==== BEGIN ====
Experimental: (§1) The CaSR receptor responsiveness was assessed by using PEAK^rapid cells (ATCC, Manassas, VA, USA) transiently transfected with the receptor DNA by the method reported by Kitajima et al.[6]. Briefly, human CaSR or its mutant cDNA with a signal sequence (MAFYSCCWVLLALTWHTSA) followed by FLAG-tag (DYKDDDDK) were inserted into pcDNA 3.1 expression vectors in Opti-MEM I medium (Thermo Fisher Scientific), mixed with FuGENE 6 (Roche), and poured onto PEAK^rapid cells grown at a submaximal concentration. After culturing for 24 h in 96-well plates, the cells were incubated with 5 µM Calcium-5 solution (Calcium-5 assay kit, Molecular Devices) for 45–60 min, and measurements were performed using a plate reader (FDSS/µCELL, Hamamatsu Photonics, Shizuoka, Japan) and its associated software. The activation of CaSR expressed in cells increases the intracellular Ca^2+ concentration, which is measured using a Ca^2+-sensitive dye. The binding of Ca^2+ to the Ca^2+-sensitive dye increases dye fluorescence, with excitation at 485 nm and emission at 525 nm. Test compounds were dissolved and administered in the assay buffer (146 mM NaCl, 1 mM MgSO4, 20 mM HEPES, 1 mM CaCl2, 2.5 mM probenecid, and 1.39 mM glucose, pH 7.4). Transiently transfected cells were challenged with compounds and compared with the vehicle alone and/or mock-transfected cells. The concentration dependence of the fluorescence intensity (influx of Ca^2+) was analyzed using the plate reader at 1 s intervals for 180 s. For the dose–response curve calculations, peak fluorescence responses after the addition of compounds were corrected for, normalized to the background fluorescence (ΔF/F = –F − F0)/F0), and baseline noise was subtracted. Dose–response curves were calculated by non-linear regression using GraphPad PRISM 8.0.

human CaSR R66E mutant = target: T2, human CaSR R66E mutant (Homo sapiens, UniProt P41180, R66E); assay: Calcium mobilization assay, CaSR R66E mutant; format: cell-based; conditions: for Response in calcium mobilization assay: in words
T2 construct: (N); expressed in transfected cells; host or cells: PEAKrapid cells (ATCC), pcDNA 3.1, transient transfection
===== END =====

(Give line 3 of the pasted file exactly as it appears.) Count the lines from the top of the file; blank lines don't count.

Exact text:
T2 construct: (N); expressed in transfected cells; host or cells: PEAKrapid cells (ATCC), pcDNA 3.1, transient transfection